Oswestry railway station
|Original company||Oswestry and Newtown Railway|
|Post-grouping||Great Western Railway
Western Region of British Railways
|1 May 1860||Station opened|
|7 November 1966||Closed to passengers|
|1971||Closed to freight|
|Disused railway stations in the United Kingdom|
|Closed railway stations in Britain
A B C D–F G H–J K–L M–O P–R S T–V W–Z
|UK Railways portal|
Oswestry railway station was a railway station in Oswestry, Shropshire. After the Beeching Axe cut the Cambrian Line and passenger services in 1966, the station building today is used as commercial premises.
Proposed to be formed from the amalgamation of a series of local regional railway companies, as a result the new company called Cambrian Railways (CR) proposed to base its headquarters in Oswestry. Using existing Parliamentary Act approval for development of a station, it proposed to build closer to the centre of the town than the existing Great Western Railway (GWR) station, which had opened in 1848. On completion, the CR station would complete the mainline for the London and North Western Railway, from Whitchurch on the Crewe and Shrewsbury Railway, to Welshpool in Mid-Wales.
The first connection to the station was made from the south by the Oswestry and Newtown Railway, which operated its first train on 1 May 1860. After a legal tussle between the two competing companies, LNWR and GWR, Parliament authorised building the CR/LNWR sponsored line to Whitchurch in August 1861, driven by the need to regenerate Ellesmere. However, the proposed route was heavily fought over by land owners, with the eventual tracks running via Fenn's Moss, requiring additional civil engineering, support and drainage to overcome the local bog conditions. On the 25 July 1864 the CR was formally created, allowing the first CR train to the run from Whitchurch into Oswestry two days later on 27 July 1864.
The station consisted of two main platforms, which each had two bays either end, creating a total of six platforms: one main up; one main down; two bays up; two bays down. Built to standard gauge, there was an allowance to build a third freight-bypass track down the middle of the running road, which was completed later by the GWR in 1923. The station building was designed by a local architect in keeping with CR constituent design philosophies, but was substantial and included a great deal of office accommodation and a Boardroom. This was to allow, once the first CR train had run into the station from the north, the CR to formally move its headquarters and administration base to the station building.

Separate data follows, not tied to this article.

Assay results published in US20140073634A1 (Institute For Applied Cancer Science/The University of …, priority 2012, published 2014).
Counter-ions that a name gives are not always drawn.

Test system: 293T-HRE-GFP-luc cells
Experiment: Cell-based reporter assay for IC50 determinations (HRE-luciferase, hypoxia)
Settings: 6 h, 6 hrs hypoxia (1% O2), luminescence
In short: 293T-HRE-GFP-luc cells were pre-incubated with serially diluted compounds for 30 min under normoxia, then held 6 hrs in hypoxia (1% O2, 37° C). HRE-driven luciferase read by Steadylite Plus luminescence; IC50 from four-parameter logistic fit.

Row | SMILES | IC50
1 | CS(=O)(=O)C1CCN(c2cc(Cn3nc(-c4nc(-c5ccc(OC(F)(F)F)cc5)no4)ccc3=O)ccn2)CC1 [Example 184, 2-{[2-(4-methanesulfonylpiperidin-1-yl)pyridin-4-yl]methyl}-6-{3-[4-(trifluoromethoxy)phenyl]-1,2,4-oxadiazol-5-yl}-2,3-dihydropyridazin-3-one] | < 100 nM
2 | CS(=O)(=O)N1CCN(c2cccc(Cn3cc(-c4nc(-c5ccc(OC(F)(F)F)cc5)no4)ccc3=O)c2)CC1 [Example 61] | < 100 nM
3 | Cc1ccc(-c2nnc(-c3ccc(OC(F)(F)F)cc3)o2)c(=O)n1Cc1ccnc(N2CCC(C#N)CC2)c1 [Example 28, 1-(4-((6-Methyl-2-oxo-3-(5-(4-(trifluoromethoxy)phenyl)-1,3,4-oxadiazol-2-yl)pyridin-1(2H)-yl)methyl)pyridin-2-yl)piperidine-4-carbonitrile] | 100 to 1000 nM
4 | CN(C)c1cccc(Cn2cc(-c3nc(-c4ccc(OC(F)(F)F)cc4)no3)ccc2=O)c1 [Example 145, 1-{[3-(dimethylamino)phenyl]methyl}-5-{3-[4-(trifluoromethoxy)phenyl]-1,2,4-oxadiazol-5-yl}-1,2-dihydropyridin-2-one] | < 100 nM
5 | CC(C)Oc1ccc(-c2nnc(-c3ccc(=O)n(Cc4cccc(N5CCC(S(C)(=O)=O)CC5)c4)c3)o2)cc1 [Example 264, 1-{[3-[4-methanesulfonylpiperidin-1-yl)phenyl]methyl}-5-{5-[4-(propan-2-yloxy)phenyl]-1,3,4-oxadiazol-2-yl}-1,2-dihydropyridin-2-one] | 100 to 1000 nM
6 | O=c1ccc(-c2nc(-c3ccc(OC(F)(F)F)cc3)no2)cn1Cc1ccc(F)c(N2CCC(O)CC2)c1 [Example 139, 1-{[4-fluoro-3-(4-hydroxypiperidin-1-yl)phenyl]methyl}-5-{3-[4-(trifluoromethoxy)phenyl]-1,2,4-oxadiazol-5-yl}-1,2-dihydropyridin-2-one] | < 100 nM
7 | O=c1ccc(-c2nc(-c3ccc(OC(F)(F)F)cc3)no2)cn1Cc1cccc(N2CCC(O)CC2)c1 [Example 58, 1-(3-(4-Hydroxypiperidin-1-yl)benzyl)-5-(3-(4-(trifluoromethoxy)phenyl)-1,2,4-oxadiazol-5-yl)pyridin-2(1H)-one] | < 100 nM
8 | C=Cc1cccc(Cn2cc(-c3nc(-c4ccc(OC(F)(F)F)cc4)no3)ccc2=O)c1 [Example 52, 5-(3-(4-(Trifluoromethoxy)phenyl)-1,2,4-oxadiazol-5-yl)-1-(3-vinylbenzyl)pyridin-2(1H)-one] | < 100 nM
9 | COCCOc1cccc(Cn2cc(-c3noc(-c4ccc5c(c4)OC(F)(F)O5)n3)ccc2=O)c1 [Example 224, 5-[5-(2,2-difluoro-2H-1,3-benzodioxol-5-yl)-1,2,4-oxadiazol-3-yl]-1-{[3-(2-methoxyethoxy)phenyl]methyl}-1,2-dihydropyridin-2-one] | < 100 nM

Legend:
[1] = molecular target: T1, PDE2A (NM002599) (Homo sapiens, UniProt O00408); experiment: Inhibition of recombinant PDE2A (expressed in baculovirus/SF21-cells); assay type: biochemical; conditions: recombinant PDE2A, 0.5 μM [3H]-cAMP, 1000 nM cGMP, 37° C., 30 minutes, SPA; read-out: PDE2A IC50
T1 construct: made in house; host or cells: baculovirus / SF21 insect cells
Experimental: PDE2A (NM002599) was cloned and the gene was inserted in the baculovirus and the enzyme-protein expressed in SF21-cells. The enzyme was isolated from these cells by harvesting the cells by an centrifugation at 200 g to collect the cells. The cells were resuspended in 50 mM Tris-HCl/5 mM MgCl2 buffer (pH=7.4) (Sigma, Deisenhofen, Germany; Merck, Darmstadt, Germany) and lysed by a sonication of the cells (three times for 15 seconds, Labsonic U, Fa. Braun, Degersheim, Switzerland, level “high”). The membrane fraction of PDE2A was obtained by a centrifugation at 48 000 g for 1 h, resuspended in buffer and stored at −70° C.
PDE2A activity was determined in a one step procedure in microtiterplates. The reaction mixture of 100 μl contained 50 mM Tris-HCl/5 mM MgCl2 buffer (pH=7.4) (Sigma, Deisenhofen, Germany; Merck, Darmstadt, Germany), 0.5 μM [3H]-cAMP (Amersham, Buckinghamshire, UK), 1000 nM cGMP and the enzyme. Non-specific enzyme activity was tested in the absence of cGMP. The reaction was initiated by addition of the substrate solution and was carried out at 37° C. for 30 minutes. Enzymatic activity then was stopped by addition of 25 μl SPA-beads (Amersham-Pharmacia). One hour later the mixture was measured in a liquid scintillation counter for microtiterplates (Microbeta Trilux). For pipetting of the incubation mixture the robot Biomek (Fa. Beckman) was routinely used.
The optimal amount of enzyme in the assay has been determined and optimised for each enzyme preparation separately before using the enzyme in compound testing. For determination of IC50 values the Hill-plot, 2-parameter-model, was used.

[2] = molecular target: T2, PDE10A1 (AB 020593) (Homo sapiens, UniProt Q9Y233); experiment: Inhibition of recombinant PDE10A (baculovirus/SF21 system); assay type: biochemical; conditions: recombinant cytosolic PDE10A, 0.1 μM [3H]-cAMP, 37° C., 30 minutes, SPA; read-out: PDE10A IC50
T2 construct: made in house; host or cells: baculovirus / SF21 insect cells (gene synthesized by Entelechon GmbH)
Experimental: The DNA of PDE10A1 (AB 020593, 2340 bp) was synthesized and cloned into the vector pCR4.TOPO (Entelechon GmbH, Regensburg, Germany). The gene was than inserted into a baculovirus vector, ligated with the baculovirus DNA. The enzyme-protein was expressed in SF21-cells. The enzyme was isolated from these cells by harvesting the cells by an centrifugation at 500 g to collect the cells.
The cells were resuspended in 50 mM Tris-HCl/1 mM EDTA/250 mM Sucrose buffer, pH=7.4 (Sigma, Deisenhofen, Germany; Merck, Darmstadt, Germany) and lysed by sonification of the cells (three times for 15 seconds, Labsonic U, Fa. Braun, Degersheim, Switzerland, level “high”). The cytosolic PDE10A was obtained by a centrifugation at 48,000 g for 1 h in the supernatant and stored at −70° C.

After the station opened, the CR demolished the temporary wooden 2-road O&NR shed, located just north in the fork between the GWR junction to Gobowen and the CR mainline to Whitchurch. Designed, engineered and hence based on standard LNWR practice, when completed it comprised: 4-road running shed; 2-road lifting shed; 55 feet (17 m) turntable; coal tip; plus associated offices and mess rooms.
On the opposite side of the tracks, the CR later built its own railway works. Its construction of 22 locomotive roads and an 11 carriage and wagon works sidings, hastened Oswestry's boom as a railway town: from a population of 5,500 in 1861; to nearly 10,000 40 years later.
Under the Railway Act 1921, the CR was allocated to the GWR. The GWR immediately closed its competing station outside the town, and moved all services to either pass through or terminate at the former CR station. The main GWR service integrated was the shuttle to Chester via Gobowen on the Crewe and Shrewsbury Railway.